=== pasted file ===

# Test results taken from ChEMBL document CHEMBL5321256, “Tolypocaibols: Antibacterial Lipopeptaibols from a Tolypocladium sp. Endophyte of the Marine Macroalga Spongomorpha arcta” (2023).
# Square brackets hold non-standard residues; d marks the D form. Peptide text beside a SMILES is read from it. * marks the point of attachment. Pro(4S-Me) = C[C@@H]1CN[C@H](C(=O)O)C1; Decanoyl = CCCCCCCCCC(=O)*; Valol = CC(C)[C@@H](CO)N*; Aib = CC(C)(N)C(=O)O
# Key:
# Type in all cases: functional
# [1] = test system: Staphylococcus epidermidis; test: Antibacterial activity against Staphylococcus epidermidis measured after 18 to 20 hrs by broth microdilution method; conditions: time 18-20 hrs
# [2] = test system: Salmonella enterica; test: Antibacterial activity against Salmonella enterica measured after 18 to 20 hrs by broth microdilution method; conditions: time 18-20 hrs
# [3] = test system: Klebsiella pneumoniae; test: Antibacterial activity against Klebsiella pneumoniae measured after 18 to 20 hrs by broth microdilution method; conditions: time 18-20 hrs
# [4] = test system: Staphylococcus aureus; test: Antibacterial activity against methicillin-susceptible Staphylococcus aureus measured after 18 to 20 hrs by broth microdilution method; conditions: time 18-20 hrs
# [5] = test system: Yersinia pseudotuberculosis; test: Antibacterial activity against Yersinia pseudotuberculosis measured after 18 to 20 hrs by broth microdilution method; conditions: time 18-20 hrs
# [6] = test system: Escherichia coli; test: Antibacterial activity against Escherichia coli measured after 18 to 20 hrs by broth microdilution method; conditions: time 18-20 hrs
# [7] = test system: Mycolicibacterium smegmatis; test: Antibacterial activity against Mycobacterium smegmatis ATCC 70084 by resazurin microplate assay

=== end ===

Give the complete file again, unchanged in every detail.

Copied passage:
# Test results taken from ChEMBL document CHEMBL5321256, “Tolypocaibols: Antibacterial Lipopeptaibols from a Tolypocladium sp. Endophyte of the Marine Macroalga Spongomorpha arcta” (2023).
# Square brackets hold non-standard residues; d marks the D form. Peptide text beside a SMILES is read from it. * marks the point of attachment. Pro(4S-Me) = C[C@@H]1CN[C@H](C(=O)O)C1; Decanoyl = CCCCCCCCCC(=O)*; Valol = CC(C)[C@@H](CO)N*; Aib = CC(C)(N)C(=O)O
# Key:
# Type in all cases: functional
# [1] = test system: Staphylococcus epidermidis; test: Antibacterial activity against Staphylococcus epidermidis measured after 18 to 20 hrs by broth microdilution method; conditions: time 18-20 hrs
# [2] = test system: Salmonella enterica; test: Antibacterial activity against Salmonella enterica measured after 18 to 20 hrs by broth microdilution method; conditions: time 18-20 hrs
# [3] = test system: Klebsiella pneumoniae; test: Antibacterial activity against Klebsiella pneumoniae measured after 18 to 20 hrs by broth microdilution method; conditions: time 18-20 hrs
# [4] = test system: Staphylococcus aureus; test: Antibacterial activity against methicillin-susceptible Staphylococcus aureus measured after 18 to 20 hrs by broth microdilution method; conditions: time 18-20 hrs
# [5] = test system: Yersinia pseudotuberculosis; test: Antibacterial activity against Yersinia pseudotuberculosis measured after 18 to 20 hrs by broth microdilution method; conditions: time 18-20 hrs
# [6] = test system: Escherichia coli; test: Antibacterial activity against Escherichia coli measured after 18 to 20 hrs by broth microdilution method; conditions: time 18-20 hrs
# [7] = test system: Mycolicibacterium smegmatis; test: Antibacterial activity against Mycobacterium smegmatis ATCC 70084 by resazurin microplate assay